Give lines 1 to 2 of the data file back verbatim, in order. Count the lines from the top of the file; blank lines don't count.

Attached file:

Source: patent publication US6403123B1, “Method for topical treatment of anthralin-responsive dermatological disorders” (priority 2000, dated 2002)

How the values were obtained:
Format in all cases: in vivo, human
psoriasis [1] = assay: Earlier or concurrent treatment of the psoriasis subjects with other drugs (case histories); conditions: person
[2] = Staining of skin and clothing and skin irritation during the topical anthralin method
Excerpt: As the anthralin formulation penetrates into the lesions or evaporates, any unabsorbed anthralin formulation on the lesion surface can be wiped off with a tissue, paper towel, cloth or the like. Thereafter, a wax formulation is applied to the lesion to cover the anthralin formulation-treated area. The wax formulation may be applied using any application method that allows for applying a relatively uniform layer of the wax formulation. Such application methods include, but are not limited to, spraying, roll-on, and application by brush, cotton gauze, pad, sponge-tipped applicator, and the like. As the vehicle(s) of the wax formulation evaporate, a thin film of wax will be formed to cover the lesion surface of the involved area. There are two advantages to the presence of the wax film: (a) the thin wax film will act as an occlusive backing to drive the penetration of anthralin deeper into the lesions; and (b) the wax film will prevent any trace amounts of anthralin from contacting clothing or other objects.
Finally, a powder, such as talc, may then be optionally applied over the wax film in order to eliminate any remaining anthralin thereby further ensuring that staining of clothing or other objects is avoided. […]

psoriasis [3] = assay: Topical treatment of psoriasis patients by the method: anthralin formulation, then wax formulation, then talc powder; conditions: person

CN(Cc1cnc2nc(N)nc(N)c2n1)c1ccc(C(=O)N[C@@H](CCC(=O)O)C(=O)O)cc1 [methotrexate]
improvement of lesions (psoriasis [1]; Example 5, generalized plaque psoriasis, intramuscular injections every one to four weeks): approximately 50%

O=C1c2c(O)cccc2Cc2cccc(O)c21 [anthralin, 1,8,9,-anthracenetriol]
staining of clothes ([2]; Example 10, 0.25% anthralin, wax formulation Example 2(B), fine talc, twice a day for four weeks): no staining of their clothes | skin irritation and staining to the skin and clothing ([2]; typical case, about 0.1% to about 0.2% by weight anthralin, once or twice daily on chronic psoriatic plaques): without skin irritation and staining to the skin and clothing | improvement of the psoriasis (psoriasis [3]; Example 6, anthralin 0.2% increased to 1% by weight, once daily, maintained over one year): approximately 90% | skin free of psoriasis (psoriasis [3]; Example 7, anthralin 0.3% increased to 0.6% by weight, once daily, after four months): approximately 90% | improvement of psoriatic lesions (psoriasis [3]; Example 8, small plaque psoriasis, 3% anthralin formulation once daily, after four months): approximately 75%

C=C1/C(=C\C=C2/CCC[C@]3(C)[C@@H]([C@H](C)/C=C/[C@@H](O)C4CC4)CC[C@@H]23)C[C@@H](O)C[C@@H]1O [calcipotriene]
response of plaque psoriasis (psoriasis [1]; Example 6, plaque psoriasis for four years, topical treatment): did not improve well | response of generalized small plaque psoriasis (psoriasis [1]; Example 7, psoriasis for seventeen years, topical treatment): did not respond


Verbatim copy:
Source: patent publication US6403123B1, “Method for topical treatment of anthralin-responsive dermatological disorders” (priority 2000, dated 2002)

How the values were obtained: